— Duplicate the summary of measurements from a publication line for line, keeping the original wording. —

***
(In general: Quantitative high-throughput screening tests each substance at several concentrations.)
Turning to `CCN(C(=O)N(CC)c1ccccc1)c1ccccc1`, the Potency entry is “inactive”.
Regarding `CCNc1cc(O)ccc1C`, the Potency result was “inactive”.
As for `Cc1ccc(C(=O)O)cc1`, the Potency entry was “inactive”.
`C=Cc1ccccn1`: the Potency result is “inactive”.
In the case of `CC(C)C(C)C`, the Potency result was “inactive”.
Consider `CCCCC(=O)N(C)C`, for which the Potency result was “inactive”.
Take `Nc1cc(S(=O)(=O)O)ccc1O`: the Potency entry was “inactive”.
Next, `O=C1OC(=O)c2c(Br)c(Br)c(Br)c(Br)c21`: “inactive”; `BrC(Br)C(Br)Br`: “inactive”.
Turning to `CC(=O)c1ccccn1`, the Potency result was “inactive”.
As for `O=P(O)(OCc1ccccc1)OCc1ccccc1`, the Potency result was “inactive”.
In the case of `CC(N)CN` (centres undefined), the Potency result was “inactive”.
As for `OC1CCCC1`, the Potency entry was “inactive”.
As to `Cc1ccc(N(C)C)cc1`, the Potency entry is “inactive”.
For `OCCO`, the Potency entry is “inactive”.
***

(In general: Quantitative high-throughput screening tests each substance at several concentrations.)
Turning to `CCN(C(=O)N(CC)c1ccccc1)c1ccccc1`, the Potency entry is “inactive”.
Regarding `CCNc1cc(O)ccc1C`, the Potency result was “inactive”.
As for `Cc1ccc(C(=O)O)cc1`, the Potency entry was “inactive”.
`C=Cc1ccccn1`: the Potency result is “inactive”.
In the case of `CC(C)C(C)C`, the Potency result was “inactive”.
Consider `CCCCC(=O)N(C)C`, for which the Potency result was “inactive”.
Take `Nc1cc(S(=O)(=O)O)ccc1O`: the Potency entry was “inactive”.
Next, `O=C1OC(=O)c2c(Br)c(Br)c(Br)c(Br)c21`: “inactive”; `BrC(Br)C(Br)Br`: “inactive”.
Turning to `CC(=O)c1ccccn1`, the Potency result was “inactive”.
As for `O=P(O)(OCc1ccccc1)OCc1ccccc1`, the Potency result was “inactive”.
In the case of `CC(N)CN` (centres undefined), the Potency result was “inactive”.
As for `OC1CCCC1`, the Potency entry was “inactive”.
As to `Cc1ccc(N(C)C)cc1`, the Potency entry is “inactive”.
For `OCCO`, the Potency entry is “inactive”.